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  • Hector Amezcua / hamezcua@sacbee.com

    Jimmer Fredette has blossomed for the Kings’ as a backup to point guard Isaiah Thomas.

  • Hector Amezcua / hamezcua@sacbee.com

    Kings point guard Jimmer Fredette admitted to some early season frustration when he didn’t play in five consecutive games, but he’s contributed consistently lately.

Fredette finding success as Kings’ backup point guard

Published: Saturday, Jan. 11, 2014 - 11:02 pm
Last Modified: Saturday, Jan. 11, 2014 - 11:17 pm

Asked if he’s more comfortable in his current role as the Kings’ backup point guard than he was when this season began, Jimmer Fredette made a comparison sound nearly impossible.

“I didn’t know what I was in the beginning of the season,” Fredette said.

Fredette didn’t get off the bench for seven of the first nine games of his third year in the NBA and played sparingly when he did. Only in recent weeks have his minutes become more consistent – and the fact his numbers also have ticked upward, he and coach Michael Malone said, is no coincidence.

Three of Fredette’s four double-digit scoring games this season have come in the last five games. That included a season-high 15 points in the Kings’ loss to Philadelphia on Jan. 2, and 11 points in 13 minutes Friday night in a 103-83 win over the Orlando Magic, keyed by a second-quarter run during which Fredette scored eight consecutive points.

The December trade that sent Greivis Vasquez to Toronto and elevated Isaiah Thomas to the starting lineup opened up minutes behind Thomas that have gone to Fredette. Malone said Fredette now knows most nights he’ll play in the second and fourth quarters, running a second unit that often includes Ben McLemore, Derrick Williams, Quincy Acy and Aaron Gray.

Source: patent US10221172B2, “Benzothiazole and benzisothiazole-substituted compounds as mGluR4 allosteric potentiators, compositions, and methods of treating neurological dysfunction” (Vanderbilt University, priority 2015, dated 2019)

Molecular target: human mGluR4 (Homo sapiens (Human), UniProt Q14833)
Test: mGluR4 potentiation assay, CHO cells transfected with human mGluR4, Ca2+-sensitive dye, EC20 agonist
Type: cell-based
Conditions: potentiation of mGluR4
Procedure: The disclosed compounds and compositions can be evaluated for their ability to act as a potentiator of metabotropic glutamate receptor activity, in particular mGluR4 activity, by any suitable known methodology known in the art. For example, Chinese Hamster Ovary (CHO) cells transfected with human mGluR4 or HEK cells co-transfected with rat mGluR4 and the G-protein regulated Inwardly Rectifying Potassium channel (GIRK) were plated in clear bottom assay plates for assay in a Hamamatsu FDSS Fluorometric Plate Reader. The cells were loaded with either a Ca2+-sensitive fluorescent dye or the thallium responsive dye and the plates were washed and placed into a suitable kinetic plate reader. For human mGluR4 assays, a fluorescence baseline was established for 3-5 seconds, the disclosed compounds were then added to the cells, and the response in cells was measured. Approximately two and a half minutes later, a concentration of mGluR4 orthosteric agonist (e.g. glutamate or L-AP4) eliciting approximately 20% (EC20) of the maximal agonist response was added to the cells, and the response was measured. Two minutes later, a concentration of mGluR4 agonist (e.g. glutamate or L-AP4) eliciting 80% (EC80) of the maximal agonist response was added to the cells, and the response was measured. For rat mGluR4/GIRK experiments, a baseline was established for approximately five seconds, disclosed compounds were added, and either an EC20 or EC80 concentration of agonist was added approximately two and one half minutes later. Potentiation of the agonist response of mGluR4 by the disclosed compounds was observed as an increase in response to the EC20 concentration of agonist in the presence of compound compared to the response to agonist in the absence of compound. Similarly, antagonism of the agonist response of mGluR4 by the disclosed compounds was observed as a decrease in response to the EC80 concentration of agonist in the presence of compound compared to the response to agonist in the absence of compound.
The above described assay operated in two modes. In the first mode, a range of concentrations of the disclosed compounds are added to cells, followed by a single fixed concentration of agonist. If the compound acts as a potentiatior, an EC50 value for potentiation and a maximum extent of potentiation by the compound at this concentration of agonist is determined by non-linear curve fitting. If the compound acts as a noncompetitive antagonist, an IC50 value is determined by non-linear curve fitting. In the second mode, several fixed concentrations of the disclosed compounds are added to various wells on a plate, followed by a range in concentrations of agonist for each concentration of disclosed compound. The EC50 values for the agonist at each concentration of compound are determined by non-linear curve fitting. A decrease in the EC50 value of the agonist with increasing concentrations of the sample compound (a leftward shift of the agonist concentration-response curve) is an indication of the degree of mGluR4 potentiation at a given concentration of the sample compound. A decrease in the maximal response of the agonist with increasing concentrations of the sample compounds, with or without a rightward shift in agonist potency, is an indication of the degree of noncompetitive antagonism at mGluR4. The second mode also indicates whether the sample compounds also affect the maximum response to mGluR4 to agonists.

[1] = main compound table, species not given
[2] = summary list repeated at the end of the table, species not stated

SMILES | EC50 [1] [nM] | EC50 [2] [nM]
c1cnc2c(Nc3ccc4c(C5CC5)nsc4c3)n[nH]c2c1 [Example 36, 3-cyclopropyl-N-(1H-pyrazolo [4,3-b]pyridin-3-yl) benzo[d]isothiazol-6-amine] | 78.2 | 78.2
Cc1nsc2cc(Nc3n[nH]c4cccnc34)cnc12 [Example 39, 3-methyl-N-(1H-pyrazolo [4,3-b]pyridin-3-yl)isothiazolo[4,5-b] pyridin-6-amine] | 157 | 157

“When you have a role, you feel more comfortable, (and) get more comfortable as the season goes on,” Fredette said. “You know what you’re supposed to do when you get out there, so that helps a lot.”

For Malone, the difference has been visible. The Kings’ first-year coach on Saturday used the terms “confidence” and “aggressive” in describing Fredette’s play of late.

When Fredette is playing with confidence, Malone said, “he’s out there coming down the floor looking for his shot, no hesitation. And when they close out hard to him, because he can shoot, he’s attacking that close-out, making a play to the rim – not looking over at the bench (saying), ‘Am I coming out? Am I OK?’ 

The hesitation has been absent, Malone said, leaving Fredette “looking to make plays for teammates but also being mindful to make plays for himself at the right time.”

“I want him to go out there and run his team, but I also want him to be Jimmer Fredette,” Malone said. “Look to score, look to shoot in transition. We’ve got Quincy and Aaron Gray setting screens for him, and he can take that shot, knock it down, step into it with confidence and make plays like he’s done lately.”

Friday night, the Kings trailed 24-18 after one quarter – a deficit the second unit closed at 26-26 before Rudy Gay checked in for Gray. The Magic then took a one-point lead before Fredette made two 3-pointers and a layup to make the score 34-30 in favor of the Kings, who didn’t trail again.

The layup came after Fredette drove into the paint, pivoted as though wanting to pass and came back to the basket with a clear look.

“A little up-and-under,” he said. “You’ve got to be able to do those types of things when you’re a smaller guy getting into the paint. You’ve got to be tricky and get your shot off in different ways.”

Fredette acknowledged some frustration with his sporadic early role, which included five consecutive games from Nov. 29 to Dec. 7 in which he didn’t play.

“My first couple years, there’s been stretches like that as well ... but you’ve just got to stay ready and be prepared,” he said. “Now that you’re getting consistent minutes, it definitely helps.

“When you get consistency you’re able to get into a rhythm, get into a flow and just do what you’re able to do on the floor. It’s been good.”


Call The Bee’s Matt Kawahara, (916) 321-1015.

Read more articles by Matt Kawahara



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